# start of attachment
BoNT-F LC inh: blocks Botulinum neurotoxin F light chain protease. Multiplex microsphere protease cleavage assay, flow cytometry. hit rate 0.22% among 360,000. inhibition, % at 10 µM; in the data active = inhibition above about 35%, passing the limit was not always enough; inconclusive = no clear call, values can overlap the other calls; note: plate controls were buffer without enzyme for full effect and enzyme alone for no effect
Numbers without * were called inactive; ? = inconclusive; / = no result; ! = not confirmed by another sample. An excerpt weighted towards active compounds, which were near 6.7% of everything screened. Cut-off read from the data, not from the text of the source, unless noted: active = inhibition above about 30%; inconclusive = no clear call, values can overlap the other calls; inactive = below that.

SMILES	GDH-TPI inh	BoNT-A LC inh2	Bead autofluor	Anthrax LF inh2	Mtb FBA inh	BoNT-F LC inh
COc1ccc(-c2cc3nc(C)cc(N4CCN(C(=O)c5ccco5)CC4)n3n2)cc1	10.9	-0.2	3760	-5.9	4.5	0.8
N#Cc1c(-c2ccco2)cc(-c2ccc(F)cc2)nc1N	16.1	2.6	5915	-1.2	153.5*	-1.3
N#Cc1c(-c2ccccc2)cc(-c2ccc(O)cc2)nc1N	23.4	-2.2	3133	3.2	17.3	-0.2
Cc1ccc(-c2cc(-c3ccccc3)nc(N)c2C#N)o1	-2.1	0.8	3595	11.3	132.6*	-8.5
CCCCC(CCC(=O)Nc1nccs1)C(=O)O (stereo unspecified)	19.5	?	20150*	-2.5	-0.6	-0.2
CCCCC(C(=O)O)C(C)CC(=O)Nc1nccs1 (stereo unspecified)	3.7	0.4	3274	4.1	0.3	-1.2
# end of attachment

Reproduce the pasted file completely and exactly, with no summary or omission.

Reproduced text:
BoNT-F LC inh: blocks Botulinum neurotoxin F light chain protease. Multiplex microsphere protease cleavage assay, flow cytometry. hit rate 0.22% among 360,000. inhibition, % at 10 µM; in the data active = inhibition above about 35%, passing the limit was not always enough; inconclusive = no clear call, values can overlap the other calls; note: plate controls were buffer without enzyme for full effect and enzyme alone for no effect
Numbers without * were called inactive; ? = inconclusive; / = no result; ! = not confirmed by another sample. An excerpt weighted towards active compounds, which were near 6.7% of everything screened. Cut-off read from the data, not from the text of the source, unless noted: active = inhibition above about 30%; inconclusive = no clear call, values can overlap the other calls; inactive = below that.

SMILES	GDH-TPI inh	BoNT-A LC inh2	Bead autofluor	Anthrax LF inh2	Mtb FBA inh	BoNT-F LC inh
COc1ccc(-c2cc3nc(C)cc(N4CCN(C(=O)c5ccco5)CC4)n3n2)cc1	10.9	-0.2	3760	-5.9	4.5	0.8
N#Cc1c(-c2ccco2)cc(-c2ccc(F)cc2)nc1N	16.1	2.6	5915	-1.2	153.5*	-1.3
N#Cc1c(-c2ccccc2)cc(-c2ccc(O)cc2)nc1N	23.4	-2.2	3133	3.2	17.3	-0.2
Cc1ccc(-c2cc(-c3ccccc3)nc(N)c2C#N)o1	-2.1	0.8	3595	11.3	132.6*	-8.5
CCCCC(CCC(=O)Nc1nccs1)C(=O)O (stereo unspecified)	19.5	?	20150*	-2.5	-0.6	-0.2
CCCCC(C(=O)O)C(C)CC(=O)Nc1nccs1 (stereo unspecified)	3.7	0.4	3274	4.1	0.3	-1.2